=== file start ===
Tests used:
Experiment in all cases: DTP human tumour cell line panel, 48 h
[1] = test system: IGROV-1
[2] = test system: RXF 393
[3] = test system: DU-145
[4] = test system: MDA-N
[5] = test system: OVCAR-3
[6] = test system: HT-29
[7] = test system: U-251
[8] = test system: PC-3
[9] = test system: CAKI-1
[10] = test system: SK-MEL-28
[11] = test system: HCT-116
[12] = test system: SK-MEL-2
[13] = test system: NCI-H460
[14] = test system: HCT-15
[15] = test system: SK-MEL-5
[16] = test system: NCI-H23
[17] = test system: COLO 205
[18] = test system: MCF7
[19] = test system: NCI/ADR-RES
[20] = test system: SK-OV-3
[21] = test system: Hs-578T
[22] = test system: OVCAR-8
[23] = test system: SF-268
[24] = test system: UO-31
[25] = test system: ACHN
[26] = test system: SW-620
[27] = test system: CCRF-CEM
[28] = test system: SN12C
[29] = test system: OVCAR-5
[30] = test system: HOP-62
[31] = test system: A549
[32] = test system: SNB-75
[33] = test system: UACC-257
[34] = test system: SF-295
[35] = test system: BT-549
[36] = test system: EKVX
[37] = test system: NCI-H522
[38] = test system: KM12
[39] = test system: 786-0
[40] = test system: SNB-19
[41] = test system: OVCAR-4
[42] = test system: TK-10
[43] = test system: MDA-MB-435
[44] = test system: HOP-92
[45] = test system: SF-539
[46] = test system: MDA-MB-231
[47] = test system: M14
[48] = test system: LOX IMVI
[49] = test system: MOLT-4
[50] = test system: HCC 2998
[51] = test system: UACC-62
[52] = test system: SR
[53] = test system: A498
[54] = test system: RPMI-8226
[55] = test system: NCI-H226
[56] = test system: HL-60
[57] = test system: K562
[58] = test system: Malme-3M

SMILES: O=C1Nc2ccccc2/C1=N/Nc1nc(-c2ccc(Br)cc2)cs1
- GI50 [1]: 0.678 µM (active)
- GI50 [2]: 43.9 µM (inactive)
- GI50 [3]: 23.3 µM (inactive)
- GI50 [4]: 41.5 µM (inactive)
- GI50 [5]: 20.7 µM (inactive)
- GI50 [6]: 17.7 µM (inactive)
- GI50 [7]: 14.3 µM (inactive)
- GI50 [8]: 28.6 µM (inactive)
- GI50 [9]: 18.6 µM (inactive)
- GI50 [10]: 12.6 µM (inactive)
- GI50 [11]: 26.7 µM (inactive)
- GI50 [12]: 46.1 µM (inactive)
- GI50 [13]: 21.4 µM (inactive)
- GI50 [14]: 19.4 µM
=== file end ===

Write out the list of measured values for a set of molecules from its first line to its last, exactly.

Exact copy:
Tests used:
Experiment in all cases: DTP human tumour cell line panel, 48 h
[1] = test system: IGROV-1
[2] = test system: RXF 393
[3] = test system: DU-145
[4] = test system: MDA-N
[5] = test system: OVCAR-3
[6] = test system: HT-29
[7] = test system: U-251
[8] = test system: PC-3
[9] = test system: CAKI-1
[10] = test system: SK-MEL-28
[11] = test system: HCT-116
[12] = test system: SK-MEL-2
[13] = test system: NCI-H460
[14] = test system: HCT-15
[15] = test system: SK-MEL-5
[16] = test system: NCI-H23
[17] = test system: COLO 205
[18] = test system: MCF7
[19] = test system: NCI/ADR-RES
[20] = test system: SK-OV-3
[21] = test system: Hs-578T
[22] = test system: OVCAR-8
[23] = test system: SF-268
[24] = test system: UO-31
[25] = test system: ACHN
[26] = test system: SW-620
[27] = test system: CCRF-CEM
[28] = test system: SN12C
[29] = test system: OVCAR-5
[30] = test system: HOP-62
[31] = test system: A549
[32] = test system: SNB-75
[33] = test system: UACC-257
[34] = test system: SF-295
[35] = test system: BT-549
[36] = test system: EKVX
[37] = test system: NCI-H522
[38] = test system: KM12
[39] = test system: 786-0
[40] = test system: SNB-19
[41] = test system: OVCAR-4
[42] = test system: TK-10
[43] = test system: MDA-MB-435
[44] = test system: HOP-92
[45] = test system: SF-539
[46] = test system: MDA-MB-231
[47] = test system: M14
[48] = test system: LOX IMVI
[49] = test system: MOLT-4
[50] = test system: HCC 2998
[51] = test system: UACC-62
[52] = test system: SR
[53] = test system: A498
[54] = test system: RPMI-8226
[55] = test system: NCI-H226
[56] = test system: HL-60
[57] = test system: K562
[58] = test system: Malme-3M

SMILES: O=C1Nc2ccccc2/C1=N/Nc1nc(-c2ccc(Br)cc2)cs1
- GI50 [1]: 0.678 µM (active)
- GI50 [2]: 43.9 µM (inactive)
- GI50 [3]: 23.3 µM (inactive)
- GI50 [4]: 41.5 µM (inactive)
- GI50 [5]: 20.7 µM (inactive)
- GI50 [6]: 17.7 µM (inactive)
- GI50 [7]: 14.3 µM (inactive)
- GI50 [8]: 28.6 µM (inactive)
- GI50 [9]: 18.6 µM (inactive)
- GI50 [10]: 12.6 µM (inactive)
- GI50 [11]: 26.7 µM (inactive)
- GI50 [12]: 46.1 µM (inactive)
- GI50 [13]: 21.4 µM (inactive)
- GI50 [14]: 19.4 µM